Leaders know observation skills are critically important to success – in any dimension. They work hard to develop their own, and to identify and develop the skill in their people.
Leaders rely heavily on the observations of others to test their own impressions, and to add to their body of knowledge about whatever issue is on the table. Observation is learning on the fly – it’s not something you sit down to do. And every experience adds to your body of knowledge, leaving you a top asset to your organization, your industry, your family, and yourself.
At the same time that it is such a valuable skill, it’s amazing how little value is attached to it by many, many managers. Again and again you’ll see people leave a meeting with the statement that it was a waste of their time. When pressed, they will state that they learned nothing, or the meeting was inconclusive, or they weren’t the right person the be there, or they felt muzzled.
A suggestion: the next time you find yourself in a meeting where you feel it’s a waste of your time, promise yourself that you will take from that meeting at least 3 items of information – perceptions, opinions, facts, observed behavior, that can be of help in your work. Then apply those elements to your relationships. It works – most people don’t do it. Most people don’t become effective leaders. In the case of most people, they don’t even know observation is a highly prized skill.
If you want to be in the top ten percent of whatever you do, work consciously and hard on the development of your observation skills. It will pay off – I guarantee it. If you want to be world class in anything, you gotta develop the skill of observation – seeing the world around you and seeing it every day, in every way, and make observing a habit of thought. The price of success is stepping out – observing the world in all its variety, learning from it, and taking that accumulation of inputs and putting them to use in decision making – in improving intuition – in building relationships.
Ten behaviors and habits of thought critical for developing accurate observation skills:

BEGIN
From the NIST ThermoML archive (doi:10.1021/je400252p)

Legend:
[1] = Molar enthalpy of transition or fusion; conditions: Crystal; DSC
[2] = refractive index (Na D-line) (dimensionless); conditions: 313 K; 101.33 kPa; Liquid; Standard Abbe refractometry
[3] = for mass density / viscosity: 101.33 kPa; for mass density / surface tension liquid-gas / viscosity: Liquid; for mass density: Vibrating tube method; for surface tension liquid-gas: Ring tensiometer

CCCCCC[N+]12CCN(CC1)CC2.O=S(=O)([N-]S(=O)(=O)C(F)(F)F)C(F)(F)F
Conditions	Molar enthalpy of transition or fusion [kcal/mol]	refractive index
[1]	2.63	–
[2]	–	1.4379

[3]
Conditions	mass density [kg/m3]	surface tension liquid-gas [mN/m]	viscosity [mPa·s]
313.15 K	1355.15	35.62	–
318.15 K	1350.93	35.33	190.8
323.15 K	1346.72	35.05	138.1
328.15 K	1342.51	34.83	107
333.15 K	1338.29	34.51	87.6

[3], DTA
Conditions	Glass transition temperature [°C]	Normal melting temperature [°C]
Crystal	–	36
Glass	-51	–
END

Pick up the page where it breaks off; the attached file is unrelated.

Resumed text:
Sizing up people – people watching
Clarity – seeing the world as it is
Curiosity – asking why
Willingness to set aside personal biases
Willingness to seek the inputs of others
Seeking out new experiences and possibilities
Being comfortable with ambiguity
Knowledge of the behaviors and attitudes of people
Self knowledge – accurately knowing your own behaviors, attitudes and personal skills, and how they impact others
It’s easy to get so focused on our own job that we really don’t see the forest for the trees, even if we’re invited to the highest ranger station in that particular forest.
A personal story:
I was hiking in the Phoenix Mountain Preserve and coming down a steep, rocky, narrow path. Approaching me from below was a young woman, baseball cap pulled down over her eyes, dark sunglasses, hydration backpack, and earphones. I stepped aside to let her pass – hikers ascending have right of way – I said “Hello,” and she went past me – within inches of touching me – without acknowledging me! Wow – two people, close enough to touch, no one else around, and not so much as a nod.
Just what does this have to do with observation skills? A lot. This hiker was so into her own zone that nothing around her could enter her consciousness. The birds singing, the green of spring, the warning rattle of a rattlesnake, the crunch of boots overtaking her, the beautiful blue sky – none of it could penetrate her “zone.” I see that a lot. Mountain bikers, hikers, runners- all intent on their journey – oblivious to their surroundings except for what is right in front of them – and in danger of missing all kinds of messages. Observation? Other than their own heart rate, miles covered, calories burned, goals met, time elapsed, mountains climbed, Gatorade consumed, how they feel – they could be in a dark tunnel. Too bad for them – they miss all kinds of critical inputs that could help them grow and develop and enjoy the process of gaining physical fitness.
To the extent that we close ourselves off from the unfamiliar; from things that would challenge us; from things that make us think; from things that disagree with our beliefs; from things that can stimulate our senses, we create our own little cocoon – that safe place where we can exist unaffected by all the stuff that swirls around us. Some people call it focus – I think not.
A suggestion. We all need to gain or regain our sense of wonder about new things. Take a different route to work, buy a different newspaper, listen to a different news show, take a run over unfamiliar territory, hike in the woods or mountains – without your IPod, try a different routine at the gym, eat a meal you have never had before. And observe through all your senses. Gaining observation skills is an active, exciting process. It’s best accomplished by sensing – as if for the first time – the world around you, and then seeing more than you saw the last time.
Try it – today. Become an active observer of life – and gain greater success – in whatever way you define success.
By John Benson